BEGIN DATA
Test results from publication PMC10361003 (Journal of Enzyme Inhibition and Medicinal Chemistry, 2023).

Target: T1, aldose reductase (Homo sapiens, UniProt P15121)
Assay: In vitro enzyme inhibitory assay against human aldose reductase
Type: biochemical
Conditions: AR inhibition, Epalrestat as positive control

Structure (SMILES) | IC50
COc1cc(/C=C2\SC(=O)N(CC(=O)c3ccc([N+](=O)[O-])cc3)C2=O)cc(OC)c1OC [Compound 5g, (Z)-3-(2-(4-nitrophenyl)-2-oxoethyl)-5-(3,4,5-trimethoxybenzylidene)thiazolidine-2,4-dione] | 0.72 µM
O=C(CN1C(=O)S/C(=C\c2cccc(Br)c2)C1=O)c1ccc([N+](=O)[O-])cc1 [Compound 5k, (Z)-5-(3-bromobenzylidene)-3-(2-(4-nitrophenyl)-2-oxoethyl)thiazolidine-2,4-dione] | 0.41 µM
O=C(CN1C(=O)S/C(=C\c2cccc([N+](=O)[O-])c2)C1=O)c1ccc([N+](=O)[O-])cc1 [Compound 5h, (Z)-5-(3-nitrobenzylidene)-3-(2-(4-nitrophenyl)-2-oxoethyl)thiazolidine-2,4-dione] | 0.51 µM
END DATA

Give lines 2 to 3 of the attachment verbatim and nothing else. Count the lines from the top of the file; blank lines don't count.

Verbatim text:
Target: T1, aldose reductase (Homo sapiens, UniProt P15121)
Assay: In vitro enzyme inhibitory assay against human aldose reductase